The Texas legislature’s ongoing rejection of public-private partnerships and tolling
Photo 82896887 © Bryan Roschetzky |


The Texas legislature’s ongoing rejection of public-private partnerships and tolling

Many of the state's large construction companies have lobbied effectively against expanded tolling and new design-build-finance-operate-maintain P3s.

Since 2009, the Texas legislature has rejected all proposals from the Texas Department of Transportation for new design-build-finance-operate-maintain public-private partnership projects. That happened again in the 2023 legislative session, which ended but has been called into a special session by Texas Gov. Greg Abbott.

I used to believe the driving force against these transportation projects was grass-roots populist opposition to tolling and public-private partnerships in the state. But I now think the problem goes deeper. In discussing the issue with pro-tolling and pro-public-private partnership (P3) groups in Texas, I learned that many of the state’s large construction companies have lobbied effectively against expanded tolling and new design-build-finance-operate-maintain P3s. A person at one of those groups sent me lobbying scripts provided to member companies by Associated General Contractors of Texas, the state affiliate of the Associated General Contractors (AGC) of America, which calls itself “the voice of the construction industry” and an “organization of qualified construction contractors and industry related companies.”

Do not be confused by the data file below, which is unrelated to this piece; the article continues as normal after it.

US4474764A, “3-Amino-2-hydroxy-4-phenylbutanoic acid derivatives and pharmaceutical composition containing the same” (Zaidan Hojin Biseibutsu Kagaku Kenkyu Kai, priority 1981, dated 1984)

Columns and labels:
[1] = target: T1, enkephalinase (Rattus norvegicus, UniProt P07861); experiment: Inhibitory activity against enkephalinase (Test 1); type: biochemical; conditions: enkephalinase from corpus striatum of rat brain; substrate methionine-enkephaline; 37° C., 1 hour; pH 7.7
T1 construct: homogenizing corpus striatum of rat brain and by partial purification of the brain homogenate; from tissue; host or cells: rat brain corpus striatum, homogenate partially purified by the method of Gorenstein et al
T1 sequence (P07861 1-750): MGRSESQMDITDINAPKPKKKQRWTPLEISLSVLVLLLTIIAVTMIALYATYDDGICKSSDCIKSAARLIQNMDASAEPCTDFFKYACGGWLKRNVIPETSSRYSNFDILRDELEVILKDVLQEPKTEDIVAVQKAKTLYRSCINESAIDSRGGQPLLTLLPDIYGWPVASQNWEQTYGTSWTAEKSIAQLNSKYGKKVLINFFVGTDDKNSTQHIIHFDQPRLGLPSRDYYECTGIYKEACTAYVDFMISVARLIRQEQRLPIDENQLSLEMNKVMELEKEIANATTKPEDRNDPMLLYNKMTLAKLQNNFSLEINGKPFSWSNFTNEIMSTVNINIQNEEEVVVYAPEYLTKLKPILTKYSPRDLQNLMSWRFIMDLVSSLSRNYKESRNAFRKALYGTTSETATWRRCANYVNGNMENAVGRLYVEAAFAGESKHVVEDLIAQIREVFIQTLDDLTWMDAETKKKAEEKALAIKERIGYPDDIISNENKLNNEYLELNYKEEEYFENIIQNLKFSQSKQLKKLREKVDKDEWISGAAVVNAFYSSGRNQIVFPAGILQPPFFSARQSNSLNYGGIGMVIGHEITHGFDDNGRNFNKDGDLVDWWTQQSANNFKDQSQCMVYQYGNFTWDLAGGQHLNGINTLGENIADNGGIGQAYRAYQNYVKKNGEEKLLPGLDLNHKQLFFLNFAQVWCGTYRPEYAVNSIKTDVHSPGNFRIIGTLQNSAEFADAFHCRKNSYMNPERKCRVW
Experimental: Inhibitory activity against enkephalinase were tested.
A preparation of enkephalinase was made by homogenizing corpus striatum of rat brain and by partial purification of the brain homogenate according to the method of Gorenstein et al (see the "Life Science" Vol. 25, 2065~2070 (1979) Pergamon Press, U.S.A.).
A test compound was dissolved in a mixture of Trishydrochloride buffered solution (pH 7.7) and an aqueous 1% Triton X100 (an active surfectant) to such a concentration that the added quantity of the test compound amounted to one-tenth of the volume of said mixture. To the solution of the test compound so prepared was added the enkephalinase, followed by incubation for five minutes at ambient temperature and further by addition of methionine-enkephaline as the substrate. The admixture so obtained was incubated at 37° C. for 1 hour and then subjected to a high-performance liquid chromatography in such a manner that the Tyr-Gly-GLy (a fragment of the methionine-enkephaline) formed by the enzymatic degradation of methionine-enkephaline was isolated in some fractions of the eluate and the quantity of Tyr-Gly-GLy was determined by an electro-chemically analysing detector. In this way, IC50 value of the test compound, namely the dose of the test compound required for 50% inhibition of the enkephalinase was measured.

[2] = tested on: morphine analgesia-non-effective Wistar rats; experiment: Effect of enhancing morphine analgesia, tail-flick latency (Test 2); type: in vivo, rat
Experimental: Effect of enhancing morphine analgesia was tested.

From my perspective, the points made in these lobbying scripts were half-truths, at best. Moreover, the points conflicted with the generally pro-public-private partnerships white paper that has been on the national AGC’s own website for about 15 years.

This information led me to look more closely into why design-bid-build (DBB) and design-build (DB) contractors in Texas may be uncomfortable with design-build-finance-operate-maintain (DBFOM) P3s. I decided to gather data on the past decade of DBFOM projects to find out which companies were the design-build contractors on each and the extent to which each project used mostly-local subcontractors. My resulting Reason Foundation policy brief, “Contractors and Transportation Public-Private Partnerships,” was published last month.

My sample included 18 highway and transit public-private partnership (P3) projects across 10 states, with an average construction cost of just over $1 billion financed between 2009 and 2019. Twelve projects were revenue-risk, and the other six were financed based on availability payments.